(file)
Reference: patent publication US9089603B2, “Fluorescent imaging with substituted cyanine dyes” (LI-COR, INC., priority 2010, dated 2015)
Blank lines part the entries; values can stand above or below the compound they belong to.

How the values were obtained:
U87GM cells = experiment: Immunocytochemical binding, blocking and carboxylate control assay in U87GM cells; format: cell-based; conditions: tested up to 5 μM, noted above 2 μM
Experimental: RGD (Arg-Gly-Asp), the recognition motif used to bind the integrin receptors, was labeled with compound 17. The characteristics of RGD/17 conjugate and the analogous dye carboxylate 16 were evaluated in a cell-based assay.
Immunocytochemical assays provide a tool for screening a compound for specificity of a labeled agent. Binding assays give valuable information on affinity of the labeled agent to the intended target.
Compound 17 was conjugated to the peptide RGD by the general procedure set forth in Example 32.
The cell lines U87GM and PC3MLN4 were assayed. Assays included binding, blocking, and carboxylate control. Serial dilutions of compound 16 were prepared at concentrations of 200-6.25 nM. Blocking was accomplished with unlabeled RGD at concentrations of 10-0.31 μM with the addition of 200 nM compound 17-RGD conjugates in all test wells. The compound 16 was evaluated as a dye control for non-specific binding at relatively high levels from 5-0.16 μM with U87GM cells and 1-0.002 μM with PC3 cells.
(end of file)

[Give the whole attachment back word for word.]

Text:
Reference: patent publication US9089603B2, “Fluorescent imaging with substituted cyanine dyes” (LI-COR, INC., priority 2010, dated 2015)
Blank lines part the entries; values can stand above or below the compound they belong to.

How the values were obtained:
U87GM cells = experiment: Immunocytochemical binding, blocking and carboxylate control assay in U87GM cells; format: cell-based; conditions: tested up to 5 μM, noted above 2 μM
Experimental: RGD (Arg-Gly-Asp), the recognition motif used to bind the integrin receptors, was labeled with compound 17. The characteristics of RGD/17 conjugate and the analogous dye carboxylate 16 were evaluated in a cell-based assay.
Immunocytochemical assays provide a tool for screening a compound for specificity of a labeled agent. Binding assays give valuable information on affinity of the labeled agent to the intended target.
Compound 17 was conjugated to the peptide RGD by the general procedure set forth in Example 32.
The cell lines U87GM and PC3MLN4 were assayed. Assays included binding, blocking, and carboxylate control. Serial dilutions of compound 16 were prepared at concentrations of 200-6.25 nM. Blocking was accomplished with unlabeled RGD at concentrations of 10-0.31 μM with the addition of 200 nM compound 17-RGD conjugates in all test wells. The compound 16 was evaluated as a dye control for non-specific binding at relatively high levels from 5-0.16 μM with U87GM cells and 1-0.002 μM with PC3 cells.